My latest book is Daydream Believer. In it, I consider—from the perspective of both intellectual history and practical methodology—the prospect of thought causation, or what is sometimes called New Thought. This is the philosophy behind pop-spiritual ideas like the Law of Attraction and the power of positive thinking—flawed notions that nonetheless display an instinct for some of the underlying abilities of human nature, as seen in today’s most ambitious studies of the placebo response, neuroplasticity, psychical research, and interpretations of quantum mechanics and inter-dimensionality. Daydream Believer responds to the ablest critics of New Age ideas, such as social historian Christopher Lasch, and explores the validity of academic ESP research, which forms the basis for some of the books listed here.

The Haunting of Hill House

By Shirley Jackson,

Book cover of The Haunting of Hill House

Listen, if you like creepy books and you don’t already know Shirley Jackson then I am about to change your life. All of her books are fantastic but this one is probably the greatest haunted house story of all time. Four seekers arrive at the notoriously Hill House, including Dr. Montague, an occult scholar looking for solid evidence of a haunting. They are not prepared for what they find.

Who am I?

I’m a writer and a bookstore owner and a lover of all things dark and strange. I grew up reading books that I often had to put in the freezer at night so that they wouldn’t haunt my dreams and I never grew out of it.  I have a book club called The Fantastic Strangelings so I am constantly reading, and always looking for new and wonderful stories to share.

I wrote...

Broken (in the Best Possible Way)

By Jenny Lawson,

Book cover of Broken (in the Best Possible Way)

What is my book about?

As Jenny Lawson’s hundreds of thousands of fans know, she suffers from depression. In Broken, Jenny brings readers along on her mental and physical health journey, offering heartbreaking and hilarious anecdotes along the way.

A treat for Jenny Lawson’s already existing fans, and destined to convert new ones, Broken is a beacon of hope and a wellspring of laughter when we all need it most.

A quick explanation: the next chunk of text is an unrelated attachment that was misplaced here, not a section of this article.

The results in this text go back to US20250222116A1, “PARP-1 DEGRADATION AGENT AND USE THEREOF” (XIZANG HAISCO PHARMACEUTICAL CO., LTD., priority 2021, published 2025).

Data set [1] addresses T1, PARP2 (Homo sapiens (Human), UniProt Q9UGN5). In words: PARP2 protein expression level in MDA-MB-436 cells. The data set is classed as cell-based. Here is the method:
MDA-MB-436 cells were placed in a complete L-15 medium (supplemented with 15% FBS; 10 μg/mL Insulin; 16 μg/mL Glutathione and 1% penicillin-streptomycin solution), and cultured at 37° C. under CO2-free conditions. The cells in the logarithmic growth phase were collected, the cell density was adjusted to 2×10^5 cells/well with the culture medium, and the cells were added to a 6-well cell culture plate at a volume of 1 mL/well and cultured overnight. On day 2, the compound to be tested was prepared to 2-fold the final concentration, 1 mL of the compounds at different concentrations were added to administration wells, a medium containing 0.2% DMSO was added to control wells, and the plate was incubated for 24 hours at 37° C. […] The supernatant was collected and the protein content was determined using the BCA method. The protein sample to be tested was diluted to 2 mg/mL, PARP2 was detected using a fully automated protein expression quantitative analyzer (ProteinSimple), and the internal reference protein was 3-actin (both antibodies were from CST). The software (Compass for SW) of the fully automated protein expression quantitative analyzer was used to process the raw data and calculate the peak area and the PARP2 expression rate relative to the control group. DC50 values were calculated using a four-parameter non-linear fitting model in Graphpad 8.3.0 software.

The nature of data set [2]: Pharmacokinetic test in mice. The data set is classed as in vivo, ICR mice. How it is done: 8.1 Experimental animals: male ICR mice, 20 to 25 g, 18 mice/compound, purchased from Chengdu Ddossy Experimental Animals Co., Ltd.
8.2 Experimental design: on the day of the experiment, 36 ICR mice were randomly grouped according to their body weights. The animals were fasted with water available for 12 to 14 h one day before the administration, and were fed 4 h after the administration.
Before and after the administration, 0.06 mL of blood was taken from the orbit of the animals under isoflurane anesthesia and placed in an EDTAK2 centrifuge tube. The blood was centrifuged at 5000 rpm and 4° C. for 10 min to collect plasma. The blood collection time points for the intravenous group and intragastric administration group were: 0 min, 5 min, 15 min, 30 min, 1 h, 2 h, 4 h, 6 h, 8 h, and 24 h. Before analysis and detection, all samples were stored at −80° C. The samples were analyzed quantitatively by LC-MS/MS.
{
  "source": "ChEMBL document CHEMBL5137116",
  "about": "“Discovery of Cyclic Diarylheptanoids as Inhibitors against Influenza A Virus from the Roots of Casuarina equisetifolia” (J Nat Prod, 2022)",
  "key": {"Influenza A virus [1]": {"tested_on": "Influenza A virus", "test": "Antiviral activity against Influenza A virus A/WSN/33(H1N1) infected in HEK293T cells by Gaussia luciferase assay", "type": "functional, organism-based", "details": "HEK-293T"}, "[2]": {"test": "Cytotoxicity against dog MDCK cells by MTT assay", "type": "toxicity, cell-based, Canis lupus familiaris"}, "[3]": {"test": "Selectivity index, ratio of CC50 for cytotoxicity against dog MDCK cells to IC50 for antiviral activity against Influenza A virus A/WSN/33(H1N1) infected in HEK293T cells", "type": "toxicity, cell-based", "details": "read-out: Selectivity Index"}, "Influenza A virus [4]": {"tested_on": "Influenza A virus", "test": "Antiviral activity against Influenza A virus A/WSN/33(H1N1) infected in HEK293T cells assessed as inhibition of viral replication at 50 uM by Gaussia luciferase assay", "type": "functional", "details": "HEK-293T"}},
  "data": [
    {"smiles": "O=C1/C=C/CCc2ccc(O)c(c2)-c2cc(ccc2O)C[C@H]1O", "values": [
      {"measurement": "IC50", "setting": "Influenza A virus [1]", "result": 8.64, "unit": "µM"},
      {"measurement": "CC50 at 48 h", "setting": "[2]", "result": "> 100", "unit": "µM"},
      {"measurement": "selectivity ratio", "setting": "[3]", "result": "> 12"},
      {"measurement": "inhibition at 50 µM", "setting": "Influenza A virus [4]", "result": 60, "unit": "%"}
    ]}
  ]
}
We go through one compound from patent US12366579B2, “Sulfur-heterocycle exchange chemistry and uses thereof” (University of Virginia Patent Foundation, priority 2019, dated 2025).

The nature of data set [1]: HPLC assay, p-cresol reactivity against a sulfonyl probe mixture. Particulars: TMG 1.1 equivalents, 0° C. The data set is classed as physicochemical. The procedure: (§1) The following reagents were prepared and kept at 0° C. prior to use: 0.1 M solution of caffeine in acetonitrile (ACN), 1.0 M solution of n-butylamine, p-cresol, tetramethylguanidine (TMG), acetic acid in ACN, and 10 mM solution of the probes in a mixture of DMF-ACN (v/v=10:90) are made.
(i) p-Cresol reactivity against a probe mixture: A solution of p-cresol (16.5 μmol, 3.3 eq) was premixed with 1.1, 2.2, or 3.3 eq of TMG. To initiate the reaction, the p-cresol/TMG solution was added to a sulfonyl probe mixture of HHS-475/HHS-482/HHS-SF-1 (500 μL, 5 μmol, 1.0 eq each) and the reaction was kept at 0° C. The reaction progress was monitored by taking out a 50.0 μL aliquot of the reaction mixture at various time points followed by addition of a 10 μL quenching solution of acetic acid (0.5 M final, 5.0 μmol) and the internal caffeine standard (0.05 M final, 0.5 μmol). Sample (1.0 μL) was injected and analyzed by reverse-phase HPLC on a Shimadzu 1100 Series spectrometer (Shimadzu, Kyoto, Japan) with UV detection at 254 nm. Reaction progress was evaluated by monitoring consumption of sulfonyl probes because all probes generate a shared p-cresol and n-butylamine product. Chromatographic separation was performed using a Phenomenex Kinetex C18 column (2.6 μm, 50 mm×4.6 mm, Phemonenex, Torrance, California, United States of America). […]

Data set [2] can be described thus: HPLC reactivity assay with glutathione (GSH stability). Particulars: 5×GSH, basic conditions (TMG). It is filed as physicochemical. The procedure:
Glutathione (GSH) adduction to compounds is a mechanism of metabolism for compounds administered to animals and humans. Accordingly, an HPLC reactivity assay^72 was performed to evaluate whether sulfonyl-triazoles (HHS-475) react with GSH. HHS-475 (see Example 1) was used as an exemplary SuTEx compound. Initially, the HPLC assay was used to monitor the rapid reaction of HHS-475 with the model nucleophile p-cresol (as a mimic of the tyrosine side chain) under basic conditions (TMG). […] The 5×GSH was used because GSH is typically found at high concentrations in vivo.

Confessions of a Ghost-hunter

By Harry Price,

Book cover of Confessions of a Ghost-hunter

Harry Price is one of history’s great ghost hunters. In this book, you’ll hear his tales about his remarkable adventures at the Borley Rectory—which he has called the most haunted house in England—his investigation of a talking mongoose, and much more. Price discusses his methods, his tools, the behind-the-scenes experiences that pulled him into such unusual cases, and of course, his findings. 

Who am I?

Though I’ve always found the idea of survival after death fascinating, it was my interest in Modern Spiritualism that really sparked the desire to write Chasing Ghosts. That era (mid-1800s to the early 1900s) was a time when millions confidently believed they could communicate with the dead. Of course, this was only the tip of the paranormal iceberg. So I continued the journey into the lore of haunted places, ancient cultural beliefs, and scientific endeavors to find evidence for paranormal experiences or to debunk it. As a historian of the weirder pages of the past, this topic endlessly fascinates me. I hope it will for you as well. 

I wrote...

Chasing Ghosts: A Tour of Our Fascination with Spirits and the Supernatural

By Marc Hartzman,

Book cover of Chasing Ghosts: A Tour of Our Fascination with Spirits and the Supernatural

What is my book about?

Ghosts are everywhere—whether you believe in them or not. Every town has its local legends, and countless books, movies, and TV shows are haunted by their presence. But our obsession with ghosts runs deeper than we know—and is embedded in the very fabric of American history.
Writer and historian Marc Hartzman dons the mantle of tour guide, taking readers on a fascinating journey through supernatural history, including: The Fox Sisters and the rise of Spiritualism; the supernatural obsessions of famous figures; famous haunted sites; and famous ghosts like the Bell Witch of Tennessee Deeply researched and highly entertaining, with archival images and black and white illustrations, Chasing Ghosts will satisfy believers and skeptics alike.